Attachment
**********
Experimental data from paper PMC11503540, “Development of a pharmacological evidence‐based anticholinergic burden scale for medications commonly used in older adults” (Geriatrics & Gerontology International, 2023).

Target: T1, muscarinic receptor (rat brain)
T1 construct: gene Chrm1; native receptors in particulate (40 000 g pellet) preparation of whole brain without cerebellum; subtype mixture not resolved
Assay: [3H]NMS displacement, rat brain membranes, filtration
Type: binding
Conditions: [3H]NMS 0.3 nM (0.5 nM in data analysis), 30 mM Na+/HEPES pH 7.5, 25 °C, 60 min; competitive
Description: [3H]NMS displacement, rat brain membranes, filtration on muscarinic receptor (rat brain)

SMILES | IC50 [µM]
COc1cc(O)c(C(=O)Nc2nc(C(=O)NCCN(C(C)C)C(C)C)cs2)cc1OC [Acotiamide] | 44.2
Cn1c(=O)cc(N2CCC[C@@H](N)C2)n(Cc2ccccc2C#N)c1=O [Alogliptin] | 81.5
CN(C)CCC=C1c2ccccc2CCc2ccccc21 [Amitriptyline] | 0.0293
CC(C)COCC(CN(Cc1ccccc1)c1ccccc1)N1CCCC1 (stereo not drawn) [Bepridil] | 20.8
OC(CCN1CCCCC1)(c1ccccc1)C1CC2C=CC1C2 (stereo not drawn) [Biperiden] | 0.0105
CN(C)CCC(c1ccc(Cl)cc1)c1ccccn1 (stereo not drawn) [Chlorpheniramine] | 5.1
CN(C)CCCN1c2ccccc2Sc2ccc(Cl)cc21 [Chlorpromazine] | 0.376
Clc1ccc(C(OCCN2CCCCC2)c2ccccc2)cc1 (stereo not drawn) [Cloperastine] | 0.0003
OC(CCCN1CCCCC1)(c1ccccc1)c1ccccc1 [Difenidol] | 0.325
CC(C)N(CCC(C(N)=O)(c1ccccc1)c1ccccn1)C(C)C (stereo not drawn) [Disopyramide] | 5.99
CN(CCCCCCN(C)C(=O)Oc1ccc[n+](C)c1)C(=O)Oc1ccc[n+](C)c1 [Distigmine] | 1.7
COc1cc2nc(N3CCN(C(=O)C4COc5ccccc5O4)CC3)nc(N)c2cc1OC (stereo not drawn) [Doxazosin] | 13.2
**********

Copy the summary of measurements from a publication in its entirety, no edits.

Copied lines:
Experimental data from paper PMC11503540, “Development of a pharmacological evidence‐based anticholinergic burden scale for medications commonly used in older adults” (Geriatrics & Gerontology International, 2023).

Target: T1, muscarinic receptor (rat brain)
T1 construct: gene Chrm1; native receptors in particulate (40 000 g pellet) preparation of whole brain without cerebellum; subtype mixture not resolved
Assay: [3H]NMS displacement, rat brain membranes, filtration
Type: binding
Conditions: [3H]NMS 0.3 nM (0.5 nM in data analysis), 30 mM Na+/HEPES pH 7.5, 25 °C, 60 min; competitive
Description: [3H]NMS displacement, rat brain membranes, filtration on muscarinic receptor (rat brain)

SMILES | IC50 [µM]
COc1cc(O)c(C(=O)Nc2nc(C(=O)NCCN(C(C)C)C(C)C)cs2)cc1OC [Acotiamide] | 44.2
Cn1c(=O)cc(N2CCC[C@@H](N)C2)n(Cc2ccccc2C#N)c1=O [Alogliptin] | 81.5
CN(C)CCC=C1c2ccccc2CCc2ccccc21 [Amitriptyline] | 0.0293
CC(C)COCC(CN(Cc1ccccc1)c1ccccc1)N1CCCC1 (stereo not drawn) [Bepridil] | 20.8
OC(CCN1CCCCC1)(c1ccccc1)C1CC2C=CC1C2 (stereo not drawn) [Biperiden] | 0.0105
CN(C)CCC(c1ccc(Cl)cc1)c1ccccn1 (stereo not drawn) [Chlorpheniramine] | 5.1
CN(C)CCCN1c2ccccc2Sc2ccc(Cl)cc21 [Chlorpromazine] | 0.376
Clc1ccc(C(OCCN2CCCCC2)c2ccccc2)cc1 (stereo not drawn) [Cloperastine] | 0.0003
OC(CCCN1CCCCC1)(c1ccccc1)c1ccccc1 [Difenidol] | 0.325
CC(C)N(CCC(C(N)=O)(c1ccccc1)c1ccccn1)C(C)C (stereo not drawn) [Disopyramide] | 5.99
CN(CCCCCCN(C)C(=O)Oc1ccc[n+](C)c1)C(=O)Oc1ccc[n+](C)c1 [Distigmine] | 1.7
COc1cc2nc(N3CCN(C(=O)C4COc5ccccc5O4)CC3)nc(N)c2cc1OC (stereo not drawn) [Doxazosin] | 13.2